Russia blocks Facebook for ‘discrimination’ against state media
Russia blocked Facebook on Friday and moved to impose harsh prison sentences for spreading “false news” about the military as part of efforts to quell dissent over Moscow’s invasion of Ukraine.
Russian media organization Roskomnadzor said Facebook, which is one of the most important social media platforms, has been blocked due to several cases of “discrimination” against Russian state media.
Earlier today, Russian lawmakers backed legislation that would impose harsh prison sentences and fines for spreading “false news.”
Russia’s lower house of parliament said in a statement that if false news stories “lead to dire consequences, (the legislation) threatens imprisonment of up to 15 years.”
Amendments were also passed to fine or imprison people seeking sanctions against Russia.
The BBC, which has a large office in Moscow and runs a Russian-language news website, responded by announcing it would cease operations in Russia.
“This legislation appears to criminalize the process of independent journalism,” the BBC’s director-general, Tim Davy, said in a statement.
He warned that journalists could face “the risk of criminal prosecution simply for doing their job.”
Two Russian newspapers, the Nobel Prize-winning newspaper Novaya Gazeta and business news website The Bell, said on Friday that they would stop covering Russia’s invasion of Ukraine to protect their journalists.
The past year has seen an unprecedented crackdown on independent and critical voices in Russia that has intensified since the invasion.
Russia’s media watchdog said on Friday it had restricted access to the BBC and other independent media sites, further tightening internet censorship.
Roskomnadzor, at the request of prosecutors, said the independent news site Medusa, German broadcaster Deutsche Welle, and the Russian-language site of US-funded Radio Free Europe/Radio Liberty Svoboda were “limited.”
Valery Fadeev, head of the Kremlin’s Human Rights Council, accused Western media of being behind the “massive flow of false information coming from Ukraine” and said the council had set up a project to stop it.
In another attack on critical voices, Russian police on Friday conducted searches at the office of the country’s largest rights group, Memorial, which it ordered closed late last year, sparking international protests.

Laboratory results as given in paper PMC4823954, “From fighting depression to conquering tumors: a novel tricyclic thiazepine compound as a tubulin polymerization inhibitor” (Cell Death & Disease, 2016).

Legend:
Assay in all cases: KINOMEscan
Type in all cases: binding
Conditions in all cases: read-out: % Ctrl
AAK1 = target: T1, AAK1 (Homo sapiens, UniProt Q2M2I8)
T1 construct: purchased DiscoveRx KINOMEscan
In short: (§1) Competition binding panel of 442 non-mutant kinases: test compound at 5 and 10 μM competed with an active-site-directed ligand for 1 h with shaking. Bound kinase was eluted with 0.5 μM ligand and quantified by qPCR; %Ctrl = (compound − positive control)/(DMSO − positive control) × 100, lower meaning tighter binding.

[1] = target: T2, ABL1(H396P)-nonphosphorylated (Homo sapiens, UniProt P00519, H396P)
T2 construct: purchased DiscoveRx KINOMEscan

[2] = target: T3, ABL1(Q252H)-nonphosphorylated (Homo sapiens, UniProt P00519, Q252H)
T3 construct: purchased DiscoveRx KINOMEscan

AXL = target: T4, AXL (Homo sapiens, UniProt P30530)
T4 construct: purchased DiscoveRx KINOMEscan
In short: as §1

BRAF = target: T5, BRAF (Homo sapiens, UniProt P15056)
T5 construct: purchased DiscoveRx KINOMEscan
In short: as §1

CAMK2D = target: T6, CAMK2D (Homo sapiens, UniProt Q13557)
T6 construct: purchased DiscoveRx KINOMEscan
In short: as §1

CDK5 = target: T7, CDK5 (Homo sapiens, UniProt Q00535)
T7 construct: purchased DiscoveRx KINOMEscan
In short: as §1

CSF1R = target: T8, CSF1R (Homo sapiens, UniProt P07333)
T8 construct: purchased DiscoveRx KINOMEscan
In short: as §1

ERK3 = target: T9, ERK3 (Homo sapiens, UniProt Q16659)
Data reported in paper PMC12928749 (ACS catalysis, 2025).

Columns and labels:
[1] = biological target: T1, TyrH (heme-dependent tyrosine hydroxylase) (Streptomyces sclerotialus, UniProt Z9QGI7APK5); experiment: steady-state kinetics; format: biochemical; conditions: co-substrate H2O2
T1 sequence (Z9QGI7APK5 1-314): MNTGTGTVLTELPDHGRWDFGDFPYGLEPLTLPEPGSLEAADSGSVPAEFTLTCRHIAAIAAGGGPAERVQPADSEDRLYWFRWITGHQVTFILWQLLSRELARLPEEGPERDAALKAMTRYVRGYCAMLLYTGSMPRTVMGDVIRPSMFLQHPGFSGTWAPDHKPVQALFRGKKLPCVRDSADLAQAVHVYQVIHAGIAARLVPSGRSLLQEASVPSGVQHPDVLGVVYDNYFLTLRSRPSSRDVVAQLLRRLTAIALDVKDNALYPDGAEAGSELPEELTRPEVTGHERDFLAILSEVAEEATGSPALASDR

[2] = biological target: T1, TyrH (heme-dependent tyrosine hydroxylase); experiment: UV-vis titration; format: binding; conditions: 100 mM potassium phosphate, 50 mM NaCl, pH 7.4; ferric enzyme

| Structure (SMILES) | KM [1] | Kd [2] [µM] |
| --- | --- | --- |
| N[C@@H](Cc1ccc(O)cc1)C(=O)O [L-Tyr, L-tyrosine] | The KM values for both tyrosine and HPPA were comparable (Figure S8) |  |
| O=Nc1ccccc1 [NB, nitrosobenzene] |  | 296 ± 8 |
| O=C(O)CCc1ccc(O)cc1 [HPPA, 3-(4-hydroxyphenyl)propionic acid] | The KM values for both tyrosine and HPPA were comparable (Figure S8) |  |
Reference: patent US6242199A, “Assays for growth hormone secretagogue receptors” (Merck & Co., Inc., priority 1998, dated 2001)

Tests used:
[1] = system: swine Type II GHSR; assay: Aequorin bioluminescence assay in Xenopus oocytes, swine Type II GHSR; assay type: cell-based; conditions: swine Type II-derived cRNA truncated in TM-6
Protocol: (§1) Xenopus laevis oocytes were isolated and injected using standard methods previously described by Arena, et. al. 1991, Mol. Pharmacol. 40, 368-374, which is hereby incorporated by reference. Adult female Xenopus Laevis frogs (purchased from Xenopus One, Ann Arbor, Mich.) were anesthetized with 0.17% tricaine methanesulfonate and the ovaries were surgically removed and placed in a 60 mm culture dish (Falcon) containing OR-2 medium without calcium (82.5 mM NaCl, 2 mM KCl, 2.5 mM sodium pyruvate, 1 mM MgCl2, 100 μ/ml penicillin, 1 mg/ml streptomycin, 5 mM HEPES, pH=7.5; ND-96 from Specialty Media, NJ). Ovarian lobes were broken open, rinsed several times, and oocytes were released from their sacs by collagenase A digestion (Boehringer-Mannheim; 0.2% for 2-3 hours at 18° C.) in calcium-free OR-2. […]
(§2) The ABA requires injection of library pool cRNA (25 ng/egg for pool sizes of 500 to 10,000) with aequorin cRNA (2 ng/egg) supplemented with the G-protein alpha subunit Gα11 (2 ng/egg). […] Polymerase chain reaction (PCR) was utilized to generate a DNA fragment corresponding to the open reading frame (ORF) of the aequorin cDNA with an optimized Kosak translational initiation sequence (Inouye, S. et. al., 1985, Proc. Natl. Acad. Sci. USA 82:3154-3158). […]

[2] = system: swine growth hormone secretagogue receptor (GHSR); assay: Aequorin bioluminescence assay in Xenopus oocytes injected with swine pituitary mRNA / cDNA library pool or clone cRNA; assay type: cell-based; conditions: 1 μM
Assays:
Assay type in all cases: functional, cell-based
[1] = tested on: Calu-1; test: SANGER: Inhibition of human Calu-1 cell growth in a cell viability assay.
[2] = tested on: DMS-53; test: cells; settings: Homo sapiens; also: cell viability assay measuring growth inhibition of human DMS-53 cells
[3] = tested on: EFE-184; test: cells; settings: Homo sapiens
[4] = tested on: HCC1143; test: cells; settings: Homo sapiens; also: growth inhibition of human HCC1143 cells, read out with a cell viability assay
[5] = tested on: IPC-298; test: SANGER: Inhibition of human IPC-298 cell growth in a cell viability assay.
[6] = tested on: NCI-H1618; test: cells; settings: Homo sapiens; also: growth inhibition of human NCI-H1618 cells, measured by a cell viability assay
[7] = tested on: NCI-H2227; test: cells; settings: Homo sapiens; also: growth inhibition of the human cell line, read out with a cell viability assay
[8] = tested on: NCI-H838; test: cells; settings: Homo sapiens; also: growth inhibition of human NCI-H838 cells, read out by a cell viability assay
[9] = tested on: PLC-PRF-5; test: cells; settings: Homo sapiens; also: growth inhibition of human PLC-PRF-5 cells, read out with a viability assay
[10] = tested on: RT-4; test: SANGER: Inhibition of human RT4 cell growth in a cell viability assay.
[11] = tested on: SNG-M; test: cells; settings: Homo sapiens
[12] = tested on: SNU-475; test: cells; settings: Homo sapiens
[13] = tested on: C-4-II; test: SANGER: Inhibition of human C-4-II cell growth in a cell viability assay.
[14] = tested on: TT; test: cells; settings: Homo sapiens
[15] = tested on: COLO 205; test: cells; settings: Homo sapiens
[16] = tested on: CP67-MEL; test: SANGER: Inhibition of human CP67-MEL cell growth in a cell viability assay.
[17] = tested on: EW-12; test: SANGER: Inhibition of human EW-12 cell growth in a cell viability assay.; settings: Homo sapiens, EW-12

The Russian invasion has already claimed hundreds of lives, displaced more than a million people, and sparked allegations of war crimes.
Western-led sanctions against Russia in response caused the ruble to collapse, forcing the central bank to impose a 30 percent tax on hard currency sales after a run on lenders.
Moscow has few economic tools to respond with, but the State Duma, or lower house of parliament, on Friday adopted a bill that would freeze any assets inside Russia of foreigners who “violate the rights of Russians.”
The Russian media was instructed to publish only information provided by official sources, describing the invasion as a military operation.
For now, the invasion appears to mark the beginning of the end for what remains of Russia’s independent media.
Ekho Mosvky – a liberal-leaning radio station largely owned by Russian energy giant Gazprom – said on Thursday it would be shutting down after being taken off air over its coverage of the Ukraine war.
Authorities on Tuesday shut down the Ekho Moskvy website and suspended broadcasts as a punishment for spreading “intentionally false information” about the conflict.
Editor-in-chief Alexei Venediktov said on Telegram on Friday that the station would delete its website and social media accounts.
Another independent newspaper, Znak, said on Friday that it had stopped operating “due to the large number of restrictions that have appeared recently on the work of the media in Russia.”
The BBC said this week that the audience for its Russian-language news site had “tripled… with a record reach of 10.7 million people last week”.
A BBC spokesperson said the company would “continue our efforts to make BBC News available in Russia, and around the world” despite the restrictions.
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